There are those who say that its origin, that the cult dedicated to death, is purely Mexican, and that it dates from the time of the Goddess Mictecacihuatl, who is known as the “Lady of Death”, who was the one to whom the ancient Mexicans paid tribute when they gave tribute to their dead relatives. It is worth noting that the Day of the Dead in Mexico coincides with the day celebrated in Europe, and the way of celebrating it is very similar, so it is difficult to say for sure where this festivity originated.

The origin of the skull is certainly well established, but there is no evidence as such to determine if it corresponds to a feeling already existing in the people of Mexico, and if it is true, if it is purely Mesoamerican, or if it is influenced by European customs.

At the same time, it is worth noting that many experts opt to give a syncretic origin to this festivity, alleging that these celebrations are mixed by pre-Columbian and European cults, so this cult needs both to be what it is today.

Meaning of Mexican skulls

Although it is understood that the skull phenomenon in Mexico is an ancestral tradition, the fact is that it is a relatively recent tradition even though it has its roots in pre-Columbian culture. We can then affirm that it is of recent creation, although this does not deny the popularity of the Day of the Dead Festival which has even been awarded the title of Masterpiece of the Oral and Intangible Heritage of Humanity.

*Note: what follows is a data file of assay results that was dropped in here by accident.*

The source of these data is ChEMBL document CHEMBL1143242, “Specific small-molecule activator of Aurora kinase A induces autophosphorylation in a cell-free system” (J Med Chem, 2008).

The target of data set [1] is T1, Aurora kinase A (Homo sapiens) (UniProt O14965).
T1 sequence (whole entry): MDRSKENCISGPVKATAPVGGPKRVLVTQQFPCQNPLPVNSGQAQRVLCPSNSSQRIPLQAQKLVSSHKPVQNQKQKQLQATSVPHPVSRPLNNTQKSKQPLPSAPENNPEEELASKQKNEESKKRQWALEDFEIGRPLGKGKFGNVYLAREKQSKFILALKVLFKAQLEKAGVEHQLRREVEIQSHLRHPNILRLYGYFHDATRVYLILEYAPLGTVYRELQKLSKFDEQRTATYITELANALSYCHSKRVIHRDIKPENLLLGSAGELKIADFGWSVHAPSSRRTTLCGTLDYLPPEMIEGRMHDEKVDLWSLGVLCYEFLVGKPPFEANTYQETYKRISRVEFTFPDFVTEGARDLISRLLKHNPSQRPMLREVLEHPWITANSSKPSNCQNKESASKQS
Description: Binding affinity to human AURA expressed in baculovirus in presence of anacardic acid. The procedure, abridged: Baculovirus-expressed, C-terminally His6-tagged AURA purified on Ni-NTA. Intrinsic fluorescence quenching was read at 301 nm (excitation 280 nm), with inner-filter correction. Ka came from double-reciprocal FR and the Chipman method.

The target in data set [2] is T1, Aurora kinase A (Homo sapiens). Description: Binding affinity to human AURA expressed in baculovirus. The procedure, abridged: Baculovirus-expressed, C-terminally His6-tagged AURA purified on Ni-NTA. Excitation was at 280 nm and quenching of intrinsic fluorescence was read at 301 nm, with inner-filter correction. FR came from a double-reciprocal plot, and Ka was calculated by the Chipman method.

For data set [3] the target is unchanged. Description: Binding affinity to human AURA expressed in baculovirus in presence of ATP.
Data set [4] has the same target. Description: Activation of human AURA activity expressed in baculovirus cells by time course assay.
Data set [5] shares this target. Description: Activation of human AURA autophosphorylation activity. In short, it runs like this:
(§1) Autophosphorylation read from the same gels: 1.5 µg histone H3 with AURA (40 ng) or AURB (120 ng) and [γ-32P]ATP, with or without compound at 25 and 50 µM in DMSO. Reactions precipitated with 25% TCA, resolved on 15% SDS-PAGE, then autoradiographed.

Today, Mexico’s calaveras continue to grow, diversify and become more popular. Proof of this are the exhibitions of alfeñique skulls that are held every year on the eve of the dead. These are fun skulls made of cane sugar that bear the name of the person loved, who is normally alive, on their foreheads, as a way of mocking and defeating death.

Besides these sweet skulls, there is also the phenomenon of literary skulls that have presented a new way of using verse. These light but subtle epitaphs complete the phenomenon of these celebrations. They are written for family or friends using a concrete structure where the fundamental thing is their ironic tone and their mention of death. The one he calls bony, reaper, the calaca….etc.

Within this phenomenon it is worth mentioning Catrina as the most popular and symbolic element about the way of seeing death in Mexican culture. For this purpose, figures, costumes, make-up, paintings, posters, banners…. are used to go out into the streets and celebrate the day of the dead in an original way. Far from anything that might seem sad, the streets are filled with colors, laughter and games.